view on CentOS

When editing a file, it’s often handy to have a related file open for reference. For example, if I’m using a library function I might have the function definition open in a separate window. Or if I’m editing a configuration file on one server, I might want to see what the same configuration file looks like on a different server.

Vim has a read-only mode (vim -R) that is perfect for this purpose. From the vim man page:

Read-only mode. The ‘readonly’ option will be set. You can still edit the buffer, but will be prevented from accidently overwriting a file. If you do want to overwrite a file, add an exclamation mark to the Ex command, as in :w!. The -R option also implies the -n option.

The -n option stands for “no swap file” — since you will not be editing the file, there is no reason to create a swap file. This is a helpful because it allows you to open a file in read-only mode multiple times and vim will not complain.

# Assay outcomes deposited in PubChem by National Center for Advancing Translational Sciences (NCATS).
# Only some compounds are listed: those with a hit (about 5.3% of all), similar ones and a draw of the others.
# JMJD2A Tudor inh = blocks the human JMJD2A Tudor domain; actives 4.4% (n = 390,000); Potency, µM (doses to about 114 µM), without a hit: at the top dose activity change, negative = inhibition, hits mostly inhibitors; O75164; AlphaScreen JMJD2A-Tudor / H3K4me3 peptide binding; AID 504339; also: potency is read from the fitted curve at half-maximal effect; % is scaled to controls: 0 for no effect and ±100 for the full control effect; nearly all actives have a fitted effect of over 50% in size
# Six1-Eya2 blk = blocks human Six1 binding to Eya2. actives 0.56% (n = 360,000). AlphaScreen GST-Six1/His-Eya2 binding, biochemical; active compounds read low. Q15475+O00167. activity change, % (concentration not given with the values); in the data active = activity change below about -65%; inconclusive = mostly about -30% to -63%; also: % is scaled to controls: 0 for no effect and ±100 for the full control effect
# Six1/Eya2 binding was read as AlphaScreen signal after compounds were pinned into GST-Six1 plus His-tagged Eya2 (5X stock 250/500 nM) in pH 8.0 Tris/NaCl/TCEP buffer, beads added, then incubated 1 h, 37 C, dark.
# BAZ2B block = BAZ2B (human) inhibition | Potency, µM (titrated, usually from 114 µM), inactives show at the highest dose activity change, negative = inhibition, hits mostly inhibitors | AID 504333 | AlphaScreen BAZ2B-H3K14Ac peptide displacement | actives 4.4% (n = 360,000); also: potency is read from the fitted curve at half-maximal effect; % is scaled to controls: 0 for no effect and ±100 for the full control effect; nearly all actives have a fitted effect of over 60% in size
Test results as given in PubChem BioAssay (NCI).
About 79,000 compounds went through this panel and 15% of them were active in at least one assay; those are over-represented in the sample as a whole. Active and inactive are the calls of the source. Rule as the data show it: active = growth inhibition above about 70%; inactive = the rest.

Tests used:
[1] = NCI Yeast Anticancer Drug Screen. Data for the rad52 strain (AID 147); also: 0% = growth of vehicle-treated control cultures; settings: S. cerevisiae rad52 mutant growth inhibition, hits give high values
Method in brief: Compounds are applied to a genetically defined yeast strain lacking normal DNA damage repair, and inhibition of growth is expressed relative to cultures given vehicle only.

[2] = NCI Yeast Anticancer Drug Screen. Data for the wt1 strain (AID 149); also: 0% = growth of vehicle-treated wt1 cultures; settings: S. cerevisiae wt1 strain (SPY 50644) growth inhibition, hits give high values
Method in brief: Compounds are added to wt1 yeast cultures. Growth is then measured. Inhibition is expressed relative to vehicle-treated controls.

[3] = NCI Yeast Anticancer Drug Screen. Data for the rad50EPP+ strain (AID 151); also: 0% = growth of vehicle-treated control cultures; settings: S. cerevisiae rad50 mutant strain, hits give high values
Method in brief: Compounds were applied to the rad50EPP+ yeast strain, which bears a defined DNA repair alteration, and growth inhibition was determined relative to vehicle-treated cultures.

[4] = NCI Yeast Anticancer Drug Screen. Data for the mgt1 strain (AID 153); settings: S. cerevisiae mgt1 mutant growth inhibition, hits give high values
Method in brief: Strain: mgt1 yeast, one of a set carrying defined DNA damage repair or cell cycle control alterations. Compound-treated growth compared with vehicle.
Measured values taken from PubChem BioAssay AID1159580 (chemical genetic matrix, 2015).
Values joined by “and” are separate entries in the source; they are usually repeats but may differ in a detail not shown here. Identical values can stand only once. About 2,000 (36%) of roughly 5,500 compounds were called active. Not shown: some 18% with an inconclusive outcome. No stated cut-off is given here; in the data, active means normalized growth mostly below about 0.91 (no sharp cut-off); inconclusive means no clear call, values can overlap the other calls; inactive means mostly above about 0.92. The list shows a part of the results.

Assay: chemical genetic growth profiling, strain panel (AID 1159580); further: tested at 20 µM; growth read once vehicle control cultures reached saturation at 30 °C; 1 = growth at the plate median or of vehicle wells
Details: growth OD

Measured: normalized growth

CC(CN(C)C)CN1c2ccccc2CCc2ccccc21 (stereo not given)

Instead of typing vim -R, I typically invoke vim using the view command, which does the same thing:

Vim behaves differently, depending on the name of the command (the executable may still be the same file).

The “normal” way, everything is default.

Start in read-only mode. You will be protected from writing the files. Can also be done with the -R argument.

On Ubuntu, vi, vim, and view are all symlinks managed by the alternatives system. When the vim package is installed, all three commands point at the real binary, /usr/bin/vim.basic. Since all three commands invoke the same binary, the behavior is consistent across commands (except view invokes vim in read-only mode, as expected).

On CentOS, the situation is more complicated. The vim-minimal package provides /bin/vi and /bin/view, and the latter is just a symlink to the former. The vim-enhanced package provides /usr/bin/vim, then sets up a bash alias vi=vim in /etc/profile.d/ Unfortunately, there is no special treatment for the view command, so when you invoke vi or vim you get the enhanced vim, but when you invoke view you get the minimal vim. This can be annoying — for example, if you open a file using vi or vim you will get syntax highlighting, but if you open a file using view, you won’t.